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Major general accused of swindling £50k 'was reported by Colonel'

Daily Mail logo Daily Mail 05/03/2021 Jack Elsom For Mailonline
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An Army general accused of swindling nearly £50,000 in private school fees was reported by a colonel concerned he was never at home, a court martial heard today.

Major General Nick Welch, 54, allegedly claimed his wife Charlotte was living at the  London residence he moved into upon staring a top job at the Ministry of Defence.

It meant he was eligible for an Army allowance towards his children's education that is given to servicemen on remote assignments, provided that the family is living with them. 

But Col Jeremy Lamb, who lived on the same street in Putney, told the court he hardly ever saw the family at the home.

Prosecutors say Ms Welsh instead spent most of her time at their £800,000 Dorset home while their children went to nearby boarding schools.

Maj Gen Welsh is the most senior officer to face a court martial since 1815 when a Lieutenant General was convicted during the Napoleonic wars. 

He denies one count of fraud relating to £48,000 in education allowance over a period of 15 months from December 2015 to February 2017. 

a man wearing a hat and sunglasses: Major General Nick Welch, 54, allegedly claimed his wife Charlotte was living at the new London residence he got upon staring a job at the Ministry of Defence © Provided by Daily Mail Major General Nick Welch, 54, allegedly claimed his wife Charlotte was living at the new London residence he got upon staring a job at the Ministry of Defence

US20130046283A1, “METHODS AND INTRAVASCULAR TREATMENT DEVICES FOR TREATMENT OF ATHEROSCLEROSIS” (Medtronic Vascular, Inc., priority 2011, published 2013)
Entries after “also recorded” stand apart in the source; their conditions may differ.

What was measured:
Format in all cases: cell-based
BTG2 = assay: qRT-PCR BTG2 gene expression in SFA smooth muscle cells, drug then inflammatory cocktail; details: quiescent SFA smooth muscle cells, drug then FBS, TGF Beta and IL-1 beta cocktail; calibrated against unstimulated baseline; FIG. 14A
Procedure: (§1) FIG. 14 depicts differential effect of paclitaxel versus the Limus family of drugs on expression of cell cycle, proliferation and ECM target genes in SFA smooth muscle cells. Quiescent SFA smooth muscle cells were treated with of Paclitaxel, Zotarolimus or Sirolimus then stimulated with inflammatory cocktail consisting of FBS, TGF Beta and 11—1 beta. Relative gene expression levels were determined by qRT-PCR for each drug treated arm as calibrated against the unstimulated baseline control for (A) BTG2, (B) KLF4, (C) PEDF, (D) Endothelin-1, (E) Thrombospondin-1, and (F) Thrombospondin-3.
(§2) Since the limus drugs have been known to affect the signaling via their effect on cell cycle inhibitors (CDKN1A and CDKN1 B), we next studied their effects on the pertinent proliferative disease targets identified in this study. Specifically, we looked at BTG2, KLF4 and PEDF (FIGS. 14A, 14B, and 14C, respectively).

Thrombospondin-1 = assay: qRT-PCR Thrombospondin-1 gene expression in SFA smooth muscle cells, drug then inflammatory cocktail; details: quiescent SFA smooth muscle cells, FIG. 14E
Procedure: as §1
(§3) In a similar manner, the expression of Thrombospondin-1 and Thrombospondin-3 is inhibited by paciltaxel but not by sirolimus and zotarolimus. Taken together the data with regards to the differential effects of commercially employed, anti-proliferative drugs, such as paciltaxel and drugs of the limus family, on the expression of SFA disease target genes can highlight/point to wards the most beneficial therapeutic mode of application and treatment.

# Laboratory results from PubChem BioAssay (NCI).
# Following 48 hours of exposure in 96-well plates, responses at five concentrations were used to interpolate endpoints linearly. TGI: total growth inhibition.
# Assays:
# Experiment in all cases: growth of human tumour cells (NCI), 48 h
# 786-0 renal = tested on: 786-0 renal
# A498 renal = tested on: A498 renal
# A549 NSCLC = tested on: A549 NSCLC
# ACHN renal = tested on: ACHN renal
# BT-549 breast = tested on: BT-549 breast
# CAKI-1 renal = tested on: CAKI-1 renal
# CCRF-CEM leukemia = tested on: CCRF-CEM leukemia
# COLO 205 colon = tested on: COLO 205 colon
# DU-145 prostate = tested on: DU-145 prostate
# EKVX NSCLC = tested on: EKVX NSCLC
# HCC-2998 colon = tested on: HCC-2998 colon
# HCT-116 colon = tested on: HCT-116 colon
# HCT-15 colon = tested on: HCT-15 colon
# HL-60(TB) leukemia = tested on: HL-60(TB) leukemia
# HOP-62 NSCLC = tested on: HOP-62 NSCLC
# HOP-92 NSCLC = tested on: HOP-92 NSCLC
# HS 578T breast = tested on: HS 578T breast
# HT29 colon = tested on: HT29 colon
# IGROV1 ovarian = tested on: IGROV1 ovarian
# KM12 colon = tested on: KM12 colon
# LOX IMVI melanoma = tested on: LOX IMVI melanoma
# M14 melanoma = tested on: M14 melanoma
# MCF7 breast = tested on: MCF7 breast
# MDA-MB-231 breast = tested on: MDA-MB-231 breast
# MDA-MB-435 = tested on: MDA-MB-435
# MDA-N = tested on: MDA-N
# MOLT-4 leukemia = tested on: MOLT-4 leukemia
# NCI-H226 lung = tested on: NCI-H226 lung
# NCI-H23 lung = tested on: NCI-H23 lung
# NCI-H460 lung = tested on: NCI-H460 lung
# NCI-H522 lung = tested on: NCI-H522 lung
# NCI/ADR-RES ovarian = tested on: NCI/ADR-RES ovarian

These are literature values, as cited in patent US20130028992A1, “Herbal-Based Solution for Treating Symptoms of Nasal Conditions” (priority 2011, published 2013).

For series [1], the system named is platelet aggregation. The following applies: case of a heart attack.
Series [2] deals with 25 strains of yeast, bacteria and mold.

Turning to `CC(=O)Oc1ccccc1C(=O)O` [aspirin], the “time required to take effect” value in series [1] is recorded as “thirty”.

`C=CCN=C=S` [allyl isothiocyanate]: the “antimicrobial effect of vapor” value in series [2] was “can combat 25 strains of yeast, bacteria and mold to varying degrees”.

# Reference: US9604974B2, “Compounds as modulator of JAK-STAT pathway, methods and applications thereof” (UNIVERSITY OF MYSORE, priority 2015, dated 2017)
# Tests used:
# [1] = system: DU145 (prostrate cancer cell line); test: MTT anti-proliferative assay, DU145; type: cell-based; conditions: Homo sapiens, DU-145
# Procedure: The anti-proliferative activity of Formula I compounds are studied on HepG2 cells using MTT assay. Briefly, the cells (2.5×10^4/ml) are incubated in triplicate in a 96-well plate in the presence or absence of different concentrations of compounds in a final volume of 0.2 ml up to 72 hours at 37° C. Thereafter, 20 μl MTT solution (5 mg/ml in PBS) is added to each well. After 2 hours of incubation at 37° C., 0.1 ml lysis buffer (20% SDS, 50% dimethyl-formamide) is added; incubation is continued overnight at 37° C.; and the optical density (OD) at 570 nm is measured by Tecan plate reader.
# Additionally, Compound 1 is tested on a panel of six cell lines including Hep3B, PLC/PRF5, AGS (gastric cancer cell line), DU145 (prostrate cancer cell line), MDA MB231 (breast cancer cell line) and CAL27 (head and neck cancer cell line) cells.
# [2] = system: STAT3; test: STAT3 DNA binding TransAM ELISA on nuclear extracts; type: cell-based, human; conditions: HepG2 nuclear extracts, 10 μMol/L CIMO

At Bulford Military Court in Wiltshire today, Col Lamb said he became 'frustrated' that the four-bedroom London property appeared to be empty while other families were living in smaller flats.

Col Lamb, the Commanding Officer of the First Fusiliers, lived in the street in Putney with his Army doctor wife while working as the military assistant to the armed forces minister. 

He described the street's residents as sociable military families who often met for dinner parties and Friday afternoon drinks outside in the sun.  

But of Maj Gen Welch's house, he said : 'I never saw the two adults that lived there.

'I only found out it was Maj Gen Welch in the run up to my interview for my statement, I never met his wife.'

Col Lamb, having had conversations with other neighbours, who he described as 'irate', raised concerns with an officer who he knew and worked within Army housing in February 2016, three months after Maj Gen Welch and his wife were supposed to have moved in.

a man standing in front of a mirror posing for the camera: Maj Gen Welsh is the most senior officer to face a court martial since 1815 when a Lieutenant General was convicted during the Napoleonic wars © Provided by Daily Mail Maj Gen Welsh is the most senior officer to face a court martial since 1815 when a Lieutenant General was convicted during the Napoleonic wars

Col Lamb also raised concerns about another house, but that property was lived in by an officer serving unaccompanied and they moved out shortly after.